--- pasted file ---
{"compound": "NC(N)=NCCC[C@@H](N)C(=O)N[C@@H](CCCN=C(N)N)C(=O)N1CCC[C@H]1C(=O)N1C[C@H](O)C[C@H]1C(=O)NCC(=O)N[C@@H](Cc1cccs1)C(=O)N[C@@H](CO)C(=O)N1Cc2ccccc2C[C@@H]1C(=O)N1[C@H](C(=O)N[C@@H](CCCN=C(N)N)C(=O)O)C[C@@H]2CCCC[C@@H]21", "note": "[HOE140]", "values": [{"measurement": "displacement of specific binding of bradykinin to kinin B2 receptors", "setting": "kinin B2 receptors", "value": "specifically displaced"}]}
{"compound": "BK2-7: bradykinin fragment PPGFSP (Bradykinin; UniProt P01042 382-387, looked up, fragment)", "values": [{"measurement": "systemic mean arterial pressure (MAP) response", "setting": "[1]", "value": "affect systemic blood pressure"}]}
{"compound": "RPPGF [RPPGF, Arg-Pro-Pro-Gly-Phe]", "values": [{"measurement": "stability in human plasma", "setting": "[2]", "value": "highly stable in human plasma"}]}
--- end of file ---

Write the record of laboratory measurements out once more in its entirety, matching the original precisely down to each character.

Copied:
{"compound": "NC(N)=NCCC[C@@H](N)C(=O)N[C@@H](CCCN=C(N)N)C(=O)N1CCC[C@H]1C(=O)N1C[C@H](O)C[C@H]1C(=O)NCC(=O)N[C@@H](Cc1cccs1)C(=O)N[C@@H](CO)C(=O)N1Cc2ccccc2C[C@@H]1C(=O)N1[C@H](C(=O)N[C@@H](CCCN=C(N)N)C(=O)O)C[C@@H]2CCCC[C@@H]21", "note": "[HOE140]", "values": [{"measurement": "displacement of specific binding of bradykinin to kinin B2 receptors", "setting": "kinin B2 receptors", "value": "specifically displaced"}]}
{"compound": "BK2-7: bradykinin fragment PPGFSP (Bradykinin; UniProt P01042 382-387, looked up, fragment)", "values": [{"measurement": "systemic mean arterial pressure (MAP) response", "setting": "[1]", "value": "affect systemic blood pressure"}]}
{"compound": "RPPGF [RPPGF, Arg-Pro-Pro-Gly-Phe]", "values": [{"measurement": "stability in human plasma", "setting": "[2]", "value": "highly stable in human plasma"}]}